Ocean College

Reiseblog 21/22

Back in good conditions

Date: 15.10.2021
Authors: Clara M., Dana
Position: Close to Vigo
Geographical Position: 42°41.4N , 009°39.2E
Etmal: 126 NM (total distance: 1312NM)

Before I came here I always wondered how much the weather at sea can change in less than 24 hours…
Well, this time it went from four meter high waves, a wind speed of more than 20 knots and a wind direction that made the ship lean that much to the side that you could hardly stand for longer than a minute, to almost no wind, a warm sun and water as flat as a mirror.

Even though there was hardly any wind, we still set some sails for training purposes and climbed the mast. This time some lucky ones were allowed to climb up to the Royal!

„Standing up there and only seeing the ocean and our wonderful Pelican was amazing, the coolest part was when an entire school of dolphins showed up!“


Since yesterday we have also been able to get our training books signed off for the basic knowledge about sailing and our day-to-day-life by the professional crew. The tasks are about things we’ve learned so far, such as helming, lookout and knots.

As soon as we have completed all three levels, we have taken a big step on the way of becoming sea farers.

We also used the good weather in the afternoon to finally do the first tests with the high professional CTD probe that has been sponsored to us by Daowan and Watertools.

The CTD probe measures and collects different data, but has only been used on still standing vessels so far, so we are the first people ever to be crazy enough to do it from a moving ship, which is why we came up with a plan: We attached the sounder to a buoy and the ridiculously long rope´ and let it into the water.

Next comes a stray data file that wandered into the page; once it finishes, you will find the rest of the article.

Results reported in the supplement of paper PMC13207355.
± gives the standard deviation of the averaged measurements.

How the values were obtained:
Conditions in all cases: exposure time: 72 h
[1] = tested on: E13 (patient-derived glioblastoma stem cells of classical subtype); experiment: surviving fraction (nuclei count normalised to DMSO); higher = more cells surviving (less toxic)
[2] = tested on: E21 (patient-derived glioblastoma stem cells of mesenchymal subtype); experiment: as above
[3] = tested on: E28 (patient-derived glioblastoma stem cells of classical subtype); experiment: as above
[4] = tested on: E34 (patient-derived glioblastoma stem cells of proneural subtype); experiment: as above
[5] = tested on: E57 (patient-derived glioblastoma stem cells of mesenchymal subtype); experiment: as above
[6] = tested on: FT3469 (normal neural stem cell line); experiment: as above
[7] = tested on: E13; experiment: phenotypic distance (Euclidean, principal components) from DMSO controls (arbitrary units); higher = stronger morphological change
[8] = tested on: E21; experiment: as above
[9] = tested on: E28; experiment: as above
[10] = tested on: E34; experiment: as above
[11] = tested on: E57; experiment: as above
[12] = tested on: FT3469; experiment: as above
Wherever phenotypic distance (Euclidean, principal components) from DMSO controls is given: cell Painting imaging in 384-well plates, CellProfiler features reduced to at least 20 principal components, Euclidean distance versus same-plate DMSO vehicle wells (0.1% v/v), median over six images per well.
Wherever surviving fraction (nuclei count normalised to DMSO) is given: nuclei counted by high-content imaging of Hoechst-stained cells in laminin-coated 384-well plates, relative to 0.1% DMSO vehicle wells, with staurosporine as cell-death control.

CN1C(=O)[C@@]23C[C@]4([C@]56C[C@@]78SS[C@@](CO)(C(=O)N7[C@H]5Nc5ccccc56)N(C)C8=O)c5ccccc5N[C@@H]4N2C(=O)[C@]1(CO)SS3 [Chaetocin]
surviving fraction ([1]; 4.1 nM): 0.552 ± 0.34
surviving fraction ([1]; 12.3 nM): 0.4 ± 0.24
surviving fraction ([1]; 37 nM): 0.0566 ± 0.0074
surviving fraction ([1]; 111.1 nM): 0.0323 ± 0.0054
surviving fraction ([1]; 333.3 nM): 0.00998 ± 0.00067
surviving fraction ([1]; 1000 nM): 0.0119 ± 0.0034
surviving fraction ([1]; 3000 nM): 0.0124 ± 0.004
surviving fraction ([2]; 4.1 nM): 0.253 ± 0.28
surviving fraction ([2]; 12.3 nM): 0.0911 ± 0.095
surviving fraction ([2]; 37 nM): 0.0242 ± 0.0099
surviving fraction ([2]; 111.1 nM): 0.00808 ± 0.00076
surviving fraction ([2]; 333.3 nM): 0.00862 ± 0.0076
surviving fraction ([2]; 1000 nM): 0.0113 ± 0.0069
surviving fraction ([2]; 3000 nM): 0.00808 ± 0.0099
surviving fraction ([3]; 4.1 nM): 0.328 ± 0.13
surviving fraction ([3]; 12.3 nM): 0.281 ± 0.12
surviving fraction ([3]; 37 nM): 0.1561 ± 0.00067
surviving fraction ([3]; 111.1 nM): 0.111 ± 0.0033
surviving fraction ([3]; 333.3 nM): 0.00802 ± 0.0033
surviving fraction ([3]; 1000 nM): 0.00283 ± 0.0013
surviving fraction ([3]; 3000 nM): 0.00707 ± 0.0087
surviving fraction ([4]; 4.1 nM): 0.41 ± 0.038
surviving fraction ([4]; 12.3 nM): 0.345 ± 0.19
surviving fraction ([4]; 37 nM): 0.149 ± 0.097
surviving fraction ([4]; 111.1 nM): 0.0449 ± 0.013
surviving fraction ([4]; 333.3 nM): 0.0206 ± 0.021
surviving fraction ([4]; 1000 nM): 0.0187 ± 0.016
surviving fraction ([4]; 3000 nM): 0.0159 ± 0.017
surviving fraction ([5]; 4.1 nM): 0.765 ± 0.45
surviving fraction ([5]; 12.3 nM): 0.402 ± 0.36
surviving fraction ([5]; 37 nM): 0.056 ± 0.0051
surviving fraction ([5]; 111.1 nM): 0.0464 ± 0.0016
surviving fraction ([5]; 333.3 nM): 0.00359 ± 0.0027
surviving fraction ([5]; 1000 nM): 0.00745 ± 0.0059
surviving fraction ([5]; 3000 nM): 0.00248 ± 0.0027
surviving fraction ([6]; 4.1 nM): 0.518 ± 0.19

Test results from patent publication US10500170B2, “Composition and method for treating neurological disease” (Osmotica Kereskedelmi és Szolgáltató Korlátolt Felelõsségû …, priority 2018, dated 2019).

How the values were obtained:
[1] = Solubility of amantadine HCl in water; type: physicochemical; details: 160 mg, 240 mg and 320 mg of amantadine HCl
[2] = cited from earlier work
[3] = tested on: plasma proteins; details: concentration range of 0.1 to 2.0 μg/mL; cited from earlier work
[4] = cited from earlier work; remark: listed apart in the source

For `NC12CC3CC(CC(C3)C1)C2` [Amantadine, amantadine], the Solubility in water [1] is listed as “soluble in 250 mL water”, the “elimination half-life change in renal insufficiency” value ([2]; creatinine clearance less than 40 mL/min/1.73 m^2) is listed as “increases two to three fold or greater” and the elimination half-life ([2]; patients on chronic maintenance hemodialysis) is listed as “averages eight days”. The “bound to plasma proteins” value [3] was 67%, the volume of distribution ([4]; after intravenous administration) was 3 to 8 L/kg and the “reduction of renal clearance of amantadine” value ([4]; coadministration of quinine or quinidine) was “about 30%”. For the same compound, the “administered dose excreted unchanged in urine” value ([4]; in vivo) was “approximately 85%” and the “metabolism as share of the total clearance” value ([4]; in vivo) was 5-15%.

We received plenty of measurements on temperature, conductivity, pressure, salinity, density and sound velocity.
This data will be put on a website and can be used by universities and individuals, mostly scientists. We are going to take many more measurements throughout the journey and hope to do a lot of research with the data, which will hopefully help marine scientists and make an interesting science pathway topic for us at sea!

Note from Ocean College: A CTD probe is a standard instrument used by oceanographers to measure Conductivity, Temperature and Depth (derived from hydrostatic pressure), leading to the possibility to calculate additional environmental data like salinity, density and sound velocity. Thus this instrument delivers the fundamental water body properties over a depth profile in high resolution and accuracy needed in marine sciences to rate the conditions inside the water column. Knowledge obtained from CTD devices can provide a more detailed understanding of the ocean water’s characteristic through the entire water column, which is crucial for understanding the physics involved. The physics in turn allow biologists to understand why the biology is present or not present at different depths and why the chemical makeup of the water changes over depth. The CTD is the key to understanding the physics, chemistry, and biology of the water column.

Tilted Pelican Day

Date: 14. October 2021
Authors: Bennett, Ann
Position: Biscay
Geographical Position: 44°26.1‘N, 009°31.8‘W
Etmal: 92NM (total: 1186NM)

A rough start

Today I was woken up at 00.00 for my watch. The boat was totally tilted to the side, so I kept on hitting my head on the wall from sliding to the bottom of the top of the bunk. After changing into very warm clothes (our Musto oil skins are perfect for that: they keep us dry and warm!) I went up for my watch. My job for the first half hour was on the helm. During the first 5 min I felt slightly sea sick. I told my watch leader and she quickly found a substitute that could take over the helm for me. Directly after that I sprinted to the side of the deck and puked. After that I had one more lookout and for the rest of the four hours I just slept on the buoys – sea sickness does sometimes make you tired as well.